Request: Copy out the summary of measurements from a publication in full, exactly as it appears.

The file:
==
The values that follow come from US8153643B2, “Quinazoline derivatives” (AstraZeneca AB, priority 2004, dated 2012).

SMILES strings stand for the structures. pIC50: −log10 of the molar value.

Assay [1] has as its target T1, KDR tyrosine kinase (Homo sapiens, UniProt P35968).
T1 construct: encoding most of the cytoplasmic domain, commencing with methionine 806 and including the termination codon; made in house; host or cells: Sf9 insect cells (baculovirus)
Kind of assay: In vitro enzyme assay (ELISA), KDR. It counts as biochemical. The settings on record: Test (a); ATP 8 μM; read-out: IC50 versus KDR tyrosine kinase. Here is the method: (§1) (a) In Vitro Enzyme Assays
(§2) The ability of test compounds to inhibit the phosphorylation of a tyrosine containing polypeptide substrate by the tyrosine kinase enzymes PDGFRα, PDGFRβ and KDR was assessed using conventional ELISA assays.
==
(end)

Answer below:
The values that follow come from US8153643B2, “Quinazoline derivatives” (AstraZeneca AB, priority 2004, dated 2012).

SMILES strings stand for the structures. pIC50: −log10 of the molar value.

Assay [1] has as its target T1, KDR tyrosine kinase (Homo sapiens, UniProt P35968).
T1 construct: encoding most of the cytoplasmic domain, commencing with methionine 806 and including the termination codon; made in house; host or cells: Sf9 insect cells (baculovirus)
Kind of assay: In vitro enzyme assay (ELISA), KDR. It counts as biochemical. The settings on record: Test (a); ATP 8 μM; read-out: IC50 versus KDR tyrosine kinase. Here is the method: (§1) (a) In Vitro Enzyme Assays
(§2) The ability of test compounds to inhibit the phosphorylation of a tyrosine containing polypeptide substrate by the tyrosine kinase enzymes PDGFRα, PDGFRβ and KDR was assessed using conventional ELISA assays.